Despite accelerated timeline, military’s Red Hill plan doesn’t account for up to 400,000 gallons of fuel
HONOLULU (HawaiiNewsNow) - The Department of Defense has released an ambitious timeline for defueling the underground Red Hill facility, saying that crews will begin emptying the tanks in October.
Joint Task Force-Red Hill included the new timeline in a supplementary plan filed with the EPA.
The agency said defueling will kick off Oct. 16 and focus on 104 million gallons of fuel in the tanks.
That fuel should be emptied from the tanks by January 2024, leaving 100,000 to 400,000 gallons remaining.
The DOD said it is still finalizing a plan for emptying that last remaining fuel.
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“This supplement to the defueling plan presents a detailed roadmap and timeline for work we must accomplish and identifies the conditions that need to be met to begin the safe and expeditious removal of fuel from the facility ahead of our original plan,” said Vice Adm. John Wade, commander, JTF-Red Hill, in a news release.
“It describes responsibilities, approvals, and safety requirements that need to be accomplished for each step. Defueling Supplement 2 is a result of finding efficiencies in our facility repair and defueling process. We are grateful for the collective partnership, collaboration and coordination of the EPA and DOH.”
In an interview Wednesday with Hawaii News Now, the spokesman for Joint Task Force-Red Hill described the fuel remaining after the tanks are mostly emptied. “We are not exactly sure how much is going to be left because it’s going to be in low points, it’s going to be in turns and flanges,” said U.S. Navy Commander Nico Melendez.
“The gravity defueling, the draining of the fuel into Hotel Pier onto tankers is going to remove 99.85% of the fuel at the facility.”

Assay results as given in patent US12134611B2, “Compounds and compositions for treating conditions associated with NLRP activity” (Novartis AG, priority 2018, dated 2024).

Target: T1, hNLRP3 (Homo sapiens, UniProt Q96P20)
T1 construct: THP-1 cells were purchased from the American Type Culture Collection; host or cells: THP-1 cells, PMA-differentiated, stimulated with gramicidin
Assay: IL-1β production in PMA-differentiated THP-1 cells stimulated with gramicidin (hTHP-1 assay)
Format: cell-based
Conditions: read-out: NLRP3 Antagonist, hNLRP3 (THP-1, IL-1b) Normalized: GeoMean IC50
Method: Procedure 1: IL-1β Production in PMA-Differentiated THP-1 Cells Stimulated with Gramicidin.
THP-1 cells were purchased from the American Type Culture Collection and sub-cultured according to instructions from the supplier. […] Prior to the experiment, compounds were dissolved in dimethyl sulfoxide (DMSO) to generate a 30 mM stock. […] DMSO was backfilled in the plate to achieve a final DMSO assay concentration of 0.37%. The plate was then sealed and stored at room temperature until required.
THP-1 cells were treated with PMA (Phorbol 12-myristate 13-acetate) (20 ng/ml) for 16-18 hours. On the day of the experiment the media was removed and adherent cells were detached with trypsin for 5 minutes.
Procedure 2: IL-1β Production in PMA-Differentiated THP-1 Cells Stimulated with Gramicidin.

The Department of Defense agreed to defuel the tanks in the wake of spills in 2021, which contaminated the drinking water for more than 90,000 households and sickened thousands.
Groups like the Sierra Club of Hawaii have been pushing the military to speed up the timeline and are worried about the remaining fuel.
Wayne Tanaka, director of the Sierra Club of Hawaii, said up to 400,000 gallons of remaining fuel is a “huge amount ... to have 100 feet over our groundwater aquifer.”
He added, “Right now, there is 5,000 gallons of fuel that’s in our aquifer that’s unaccounted for that’s already caused all kinds of chaos.”
The Sierra Club said its reaction to the accelerated timeline is “skeptical relief.”
Tanaka said he is pleased that the military will use sodium bicarbonate or baking soda rather than toxic firefighting foam as a fire suppression method during the defueling process.
“I think what the public needs to know is the worst-case scenario, a spill, an AFFF mishap, is it a fire, we are practicing for any scenario,” said Melendez.
To read the full supplementary report, click here.
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